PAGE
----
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Introduction of group leader
Office phone: +82-31-8018-8180
Office location: R4.25-2
My laboratory is interested in applied molecular virology of hepatitis B and C viruses (HBV & HCV). Research tools and assays were developed supporting HTS campaigns and mechanism of action (MoA) studies. With the infectious HCV cell culture system, more than 250,000 compounds were screened, viral RNA replication inhibitors excluded and HCV E1/E2 entry inhibitor included. Thereby, antivirals have been identified acting on viral entry and secretion. Surprisingly, one compound series exclusively inhibits HCV genotype 2; mapping of the genotype determining region and MoA studies are ongoing. Another compound series, which inhibits major HCV genotypes, is currently being characterized and a lead optimization program is being pursued, which is financially supported by the Korea Drug Development Fund (KDDF). To date, state-of-the-art HCV therapies cost more than USD 100,000; this high economic burden will limit access to therapies. Consequently, we are looking into affordable alternatives, e.g. screening and characterization of natural compounds, and we seek non-profit organizations to jointly develop drugs for patient in needs.
We are also on a quest to identify and characterize drugs with a novel MoA, which potentially could cure chronic hepatitis B. In collaboration with a local lab and an international pharmaceutical company, we screened for pre-genomic RNA encapsidation inhibitors and for immunomodulator restoring innate immunity in chronically HBV infected hepatocytes. Furthermore, in collaboration with a German lab, we developed a robust infectious HBV cell culture system in 384-well plates suitable for HTS. With this cutting-edge technology, small molecule compound libraries will be screened to identify and characterize inhibitors targeting HBV entry, capsid disassembly/trafficking, cccDNA synthesis, etc.
With the re-emergence of the Ebola virus in Africa and the quick spread to other countries, this pathogen has been recognized as a global threat. In order to tackle Ebola, we devised strategies to identify immunomodulator, replication and entry inhibitors. Currently, we are looking for external collaboration partners to develop HTS assays and to characterize identified hit compounds.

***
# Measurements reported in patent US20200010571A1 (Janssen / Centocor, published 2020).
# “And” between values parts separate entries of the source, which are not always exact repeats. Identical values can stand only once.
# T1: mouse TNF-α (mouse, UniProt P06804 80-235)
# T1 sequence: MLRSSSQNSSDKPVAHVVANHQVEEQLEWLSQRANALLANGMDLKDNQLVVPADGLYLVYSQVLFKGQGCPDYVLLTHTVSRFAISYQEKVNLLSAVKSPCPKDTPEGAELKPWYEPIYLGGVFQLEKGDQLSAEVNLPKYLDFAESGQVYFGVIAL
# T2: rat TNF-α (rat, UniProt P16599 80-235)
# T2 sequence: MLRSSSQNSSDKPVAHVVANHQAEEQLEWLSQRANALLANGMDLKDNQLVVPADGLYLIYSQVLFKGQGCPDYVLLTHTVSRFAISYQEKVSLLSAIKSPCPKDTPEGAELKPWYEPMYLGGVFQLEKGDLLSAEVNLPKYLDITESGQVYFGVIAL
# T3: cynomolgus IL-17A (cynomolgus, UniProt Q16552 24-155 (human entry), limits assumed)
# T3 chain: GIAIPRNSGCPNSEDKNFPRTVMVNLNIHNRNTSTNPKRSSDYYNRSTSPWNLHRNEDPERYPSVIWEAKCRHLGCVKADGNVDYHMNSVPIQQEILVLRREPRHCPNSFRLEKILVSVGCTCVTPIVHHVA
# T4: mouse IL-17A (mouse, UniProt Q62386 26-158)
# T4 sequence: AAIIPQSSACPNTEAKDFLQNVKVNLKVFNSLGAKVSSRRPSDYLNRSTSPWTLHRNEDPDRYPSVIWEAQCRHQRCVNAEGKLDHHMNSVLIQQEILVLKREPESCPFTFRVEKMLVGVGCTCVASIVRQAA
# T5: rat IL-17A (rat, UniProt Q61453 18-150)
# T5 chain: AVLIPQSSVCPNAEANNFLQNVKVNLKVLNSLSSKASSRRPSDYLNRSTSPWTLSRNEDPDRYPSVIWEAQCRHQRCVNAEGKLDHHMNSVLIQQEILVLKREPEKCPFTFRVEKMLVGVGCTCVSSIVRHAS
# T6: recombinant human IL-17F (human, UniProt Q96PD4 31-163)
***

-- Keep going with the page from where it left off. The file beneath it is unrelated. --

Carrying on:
Identification and characterization of a novel hepatitis B virus pregenomic RNA encapsidation inhibitor
Eunji Jo, Dong-Kyun Ryu, Alexander König, Soonju Park, Yoojin Cho, Sang-Hyun Park, Tae-Hee Kim, Seung Kew Yoon, Wang-Shick Ryu, Jonathan Cechetto, Marc P Windisch
Antiviral Res. 2020 Mar;175:104709
High tolerance of hepatitis B virus to thermal disinfection
Alexander König, Thoa Thi Than, Daniel Todt, Seung Kew Yoon, Jochen Steinmann, Eike Steinmann, Marc P Windisch
J Hepatol. 2019 Dec;71(6):1249-1251
Efficient long-term amplification of hepatitis B virus isolates after infection of slow proliferating HepG2-NTCP cells
Alexander König, Jaewon Yang, Eunji Jo, Kyu Ho Paul Park, Hyun Kim, Thoa Thi Than, Xiyong Song, Xiaoxuan Qi, Xinghong Dai, Soonju Park, David Shum, Wang-Shick Ryu, Jung-Hee Kim, Seung Kew Yoon, Jun Yong Park, Sang Hoon Ahn, Kwang-Hyub Han, Wolfram Hubert Gerlich, Marc P Windisch
J Hepatol. 2019 Aug;71(2):289-300
High Environmental Stability of Hepatitis B Virus and Inactivation Requirements for Chemical Biocides
Thoa Thi Than, Eunji Jo, Daniel Todt, Phuong Hong Nguyen, Jochen Steinmann, Eike Steinmann, Marc P Windisch
J Infect Dis. 2019 Mar 15;219(7):1044-1048
High-throughput drug screening using the Ebola virus transcription- and replication-competent virus-like particle system
Nakyung Lee, David Shum, Alexander König, Hichul Kim, Jinyeong Heo, Saehong Min, Jihye Lee, Yoonae Ko, Inhee Choi, Honggun Lee, Constantin Radu, Thomas Hoenen, Ji-Young Min, Marc P Windisch
Antiviral Res. 2018 Oct;158:226-237